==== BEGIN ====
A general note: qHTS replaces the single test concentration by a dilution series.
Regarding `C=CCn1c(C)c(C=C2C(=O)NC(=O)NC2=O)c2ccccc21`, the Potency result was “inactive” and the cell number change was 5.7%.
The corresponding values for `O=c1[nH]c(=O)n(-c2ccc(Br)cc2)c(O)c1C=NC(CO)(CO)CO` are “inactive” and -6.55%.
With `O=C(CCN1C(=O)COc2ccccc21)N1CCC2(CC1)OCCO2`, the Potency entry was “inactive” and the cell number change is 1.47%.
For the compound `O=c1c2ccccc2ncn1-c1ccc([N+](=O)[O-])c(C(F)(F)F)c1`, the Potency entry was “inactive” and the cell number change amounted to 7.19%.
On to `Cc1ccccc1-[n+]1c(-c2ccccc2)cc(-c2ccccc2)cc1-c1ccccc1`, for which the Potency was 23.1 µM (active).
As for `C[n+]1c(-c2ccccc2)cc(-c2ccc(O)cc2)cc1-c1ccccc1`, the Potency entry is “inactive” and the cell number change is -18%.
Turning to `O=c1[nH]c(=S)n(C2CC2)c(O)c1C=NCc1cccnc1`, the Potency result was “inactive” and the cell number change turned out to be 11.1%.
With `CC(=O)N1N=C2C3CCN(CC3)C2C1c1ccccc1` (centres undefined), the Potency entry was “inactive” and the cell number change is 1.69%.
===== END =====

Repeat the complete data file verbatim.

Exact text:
A general note: qHTS replaces the single test concentration by a dilution series.
Regarding `C=CCn1c(C)c(C=C2C(=O)NC(=O)NC2=O)c2ccccc21`, the Potency result was “inactive” and the cell number change was 5.7%.
The corresponding values for `O=c1[nH]c(=O)n(-c2ccc(Br)cc2)c(O)c1C=NC(CO)(CO)CO` are “inactive” and -6.55%.
With `O=C(CCN1C(=O)COc2ccccc21)N1CCC2(CC1)OCCO2`, the Potency entry was “inactive” and the cell number change is 1.47%.
For the compound `O=c1c2ccccc2ncn1-c1ccc([N+](=O)[O-])c(C(F)(F)F)c1`, the Potency entry was “inactive” and the cell number change amounted to 7.19%.
On to `Cc1ccccc1-[n+]1c(-c2ccccc2)cc(-c2ccccc2)cc1-c1ccccc1`, for which the Potency was 23.1 µM (active).
As for `C[n+]1c(-c2ccccc2)cc(-c2ccc(O)cc2)cc1-c1ccccc1`, the Potency entry is “inactive” and the cell number change is -18%.
Turning to `O=c1[nH]c(=S)n(C2CC2)c(O)c1C=NCc1cccnc1`, the Potency result was “inactive” and the cell number change turned out to be 11.1%.
With `CC(=O)N1N=C2C3CCN(CC3)C2C1c1ccccc1` (centres undefined), the Potency entry was “inactive” and the cell number change is 1.69%.